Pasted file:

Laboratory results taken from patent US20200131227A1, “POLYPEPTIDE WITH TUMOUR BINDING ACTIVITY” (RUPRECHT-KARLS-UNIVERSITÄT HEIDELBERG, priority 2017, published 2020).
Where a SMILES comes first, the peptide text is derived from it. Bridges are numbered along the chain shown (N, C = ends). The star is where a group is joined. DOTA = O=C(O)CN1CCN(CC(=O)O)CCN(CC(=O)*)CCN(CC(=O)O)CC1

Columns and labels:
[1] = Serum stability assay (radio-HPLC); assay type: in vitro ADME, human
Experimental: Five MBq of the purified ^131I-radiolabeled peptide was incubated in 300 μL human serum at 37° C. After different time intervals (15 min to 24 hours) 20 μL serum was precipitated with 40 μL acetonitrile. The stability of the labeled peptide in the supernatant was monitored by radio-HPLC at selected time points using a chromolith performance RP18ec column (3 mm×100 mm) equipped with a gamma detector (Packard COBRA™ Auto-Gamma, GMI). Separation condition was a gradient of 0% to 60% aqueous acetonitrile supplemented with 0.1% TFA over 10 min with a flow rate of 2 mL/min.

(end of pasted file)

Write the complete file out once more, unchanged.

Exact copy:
Laboratory results taken from patent US20200131227A1, “POLYPEPTIDE WITH TUMOUR BINDING ACTIVITY” (RUPRECHT-KARLS-UNIVERSITÄT HEIDELBERG, priority 2017, published 2020).
Where a SMILES comes first, the peptide text is derived from it. Bridges are numbered along the chain shown (N, C = ends). The star is where a group is joined. DOTA = O=C(O)CN1CCN(CC(=O)O)CCN(CC(=O)*)CCN(CC(=O)O)CC1

Columns and labels:
[1] = Serum stability assay (radio-HPLC); assay type: in vitro ADME, human
Experimental: Five MBq of the purified ^131I-radiolabeled peptide was incubated in 300 μL human serum at 37° C. After different time intervals (15 min to 24 hours) 20 μL serum was precipitated with 40 μL acetonitrile. The stability of the labeled peptide in the supernatant was monitored by radio-HPLC at selected time points using a chromolith performance RP18ec column (3 mm×100 mm) equipped with a gamma detector (Packard COBRA™ Auto-Gamma, GMI). Separation condition was a gradient of 0% to 60% aqueous acetonitrile supplemented with 0.1% TFA over 10 min with a flow rate of 2 mL/min.